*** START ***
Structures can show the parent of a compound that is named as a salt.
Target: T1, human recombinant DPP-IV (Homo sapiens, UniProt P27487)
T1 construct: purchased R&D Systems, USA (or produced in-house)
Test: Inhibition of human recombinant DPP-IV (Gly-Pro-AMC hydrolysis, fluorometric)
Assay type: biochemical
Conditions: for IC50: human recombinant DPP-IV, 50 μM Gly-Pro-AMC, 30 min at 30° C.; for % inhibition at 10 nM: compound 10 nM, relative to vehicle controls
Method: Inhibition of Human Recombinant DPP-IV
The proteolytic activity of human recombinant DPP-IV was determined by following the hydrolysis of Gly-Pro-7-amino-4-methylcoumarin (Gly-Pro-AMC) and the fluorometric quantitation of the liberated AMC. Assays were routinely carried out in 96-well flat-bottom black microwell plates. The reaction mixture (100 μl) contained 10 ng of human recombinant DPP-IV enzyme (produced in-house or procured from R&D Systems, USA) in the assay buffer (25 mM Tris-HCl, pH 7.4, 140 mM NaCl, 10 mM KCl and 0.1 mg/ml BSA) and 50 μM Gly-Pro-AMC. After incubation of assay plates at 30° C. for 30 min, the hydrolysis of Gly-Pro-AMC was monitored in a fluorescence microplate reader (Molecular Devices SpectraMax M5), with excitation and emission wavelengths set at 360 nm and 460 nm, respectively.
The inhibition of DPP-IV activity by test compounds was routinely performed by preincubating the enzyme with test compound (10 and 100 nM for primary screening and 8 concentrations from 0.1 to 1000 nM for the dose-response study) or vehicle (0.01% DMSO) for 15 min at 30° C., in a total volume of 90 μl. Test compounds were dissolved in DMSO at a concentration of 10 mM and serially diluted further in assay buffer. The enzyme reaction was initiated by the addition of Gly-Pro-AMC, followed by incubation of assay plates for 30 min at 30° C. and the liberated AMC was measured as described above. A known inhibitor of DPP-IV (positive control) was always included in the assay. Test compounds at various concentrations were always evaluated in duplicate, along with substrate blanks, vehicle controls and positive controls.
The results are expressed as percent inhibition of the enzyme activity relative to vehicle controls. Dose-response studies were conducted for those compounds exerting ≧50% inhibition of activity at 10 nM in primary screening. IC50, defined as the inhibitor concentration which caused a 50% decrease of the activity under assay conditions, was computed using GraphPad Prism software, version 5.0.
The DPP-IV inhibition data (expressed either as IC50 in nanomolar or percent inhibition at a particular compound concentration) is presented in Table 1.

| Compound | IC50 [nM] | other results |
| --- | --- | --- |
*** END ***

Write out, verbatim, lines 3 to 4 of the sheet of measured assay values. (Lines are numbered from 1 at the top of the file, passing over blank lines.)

T1 construct: purchased R&D Systems, USA (or produced in-house)
Test: Inhibition of human recombinant DPP-IV (Gly-Pro-AMC hydrolysis, fluorometric)